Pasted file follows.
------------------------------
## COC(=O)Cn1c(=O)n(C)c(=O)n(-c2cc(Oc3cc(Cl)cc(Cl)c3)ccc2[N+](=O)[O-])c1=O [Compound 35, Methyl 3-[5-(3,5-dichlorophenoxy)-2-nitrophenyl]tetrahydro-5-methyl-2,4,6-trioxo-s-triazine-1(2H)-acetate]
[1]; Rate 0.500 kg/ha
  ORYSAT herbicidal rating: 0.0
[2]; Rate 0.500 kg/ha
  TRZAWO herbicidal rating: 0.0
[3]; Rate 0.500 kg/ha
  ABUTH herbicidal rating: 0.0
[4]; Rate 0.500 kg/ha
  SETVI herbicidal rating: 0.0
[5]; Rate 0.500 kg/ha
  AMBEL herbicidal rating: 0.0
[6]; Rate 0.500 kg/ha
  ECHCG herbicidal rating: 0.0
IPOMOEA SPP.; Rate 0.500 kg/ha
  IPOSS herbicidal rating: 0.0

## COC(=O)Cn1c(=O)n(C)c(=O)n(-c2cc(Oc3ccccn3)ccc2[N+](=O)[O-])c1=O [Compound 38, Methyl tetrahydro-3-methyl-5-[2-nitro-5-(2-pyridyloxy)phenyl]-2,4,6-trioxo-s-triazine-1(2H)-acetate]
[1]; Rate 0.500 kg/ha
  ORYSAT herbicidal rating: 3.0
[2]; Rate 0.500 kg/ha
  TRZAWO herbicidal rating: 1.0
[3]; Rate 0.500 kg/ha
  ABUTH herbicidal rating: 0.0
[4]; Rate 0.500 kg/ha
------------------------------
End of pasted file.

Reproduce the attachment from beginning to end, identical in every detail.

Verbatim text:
## COC(=O)Cn1c(=O)n(C)c(=O)n(-c2cc(Oc3cc(Cl)cc(Cl)c3)ccc2[N+](=O)[O-])c1=O [Compound 35, Methyl 3-[5-(3,5-dichlorophenoxy)-2-nitrophenyl]tetrahydro-5-methyl-2,4,6-trioxo-s-triazine-1(2H)-acetate]
[1]; Rate 0.500 kg/ha
  ORYSAT herbicidal rating: 0.0
[2]; Rate 0.500 kg/ha
  TRZAWO herbicidal rating: 0.0
[3]; Rate 0.500 kg/ha
  ABUTH herbicidal rating: 0.0
[4]; Rate 0.500 kg/ha
  SETVI herbicidal rating: 0.0
[5]; Rate 0.500 kg/ha
  AMBEL herbicidal rating: 0.0
[6]; Rate 0.500 kg/ha
  ECHCG herbicidal rating: 0.0
IPOMOEA SPP.; Rate 0.500 kg/ha
  IPOSS herbicidal rating: 0.0

## COC(=O)Cn1c(=O)n(C)c(=O)n(-c2cc(Oc3ccccn3)ccc2[N+](=O)[O-])c1=O [Compound 38, Methyl tetrahydro-3-methyl-5-[2-nitro-5-(2-pyridyloxy)phenyl]-2,4,6-trioxo-s-triazine-1(2H)-acetate]
[1]; Rate 0.500 kg/ha
  ORYSAT herbicidal rating: 3.0
[2]; Rate 0.500 kg/ha
  TRZAWO herbicidal rating: 1.0
[3]; Rate 0.500 kg/ha
  ABUTH herbicidal rating: 0.0
[4]; Rate 0.500 kg/ha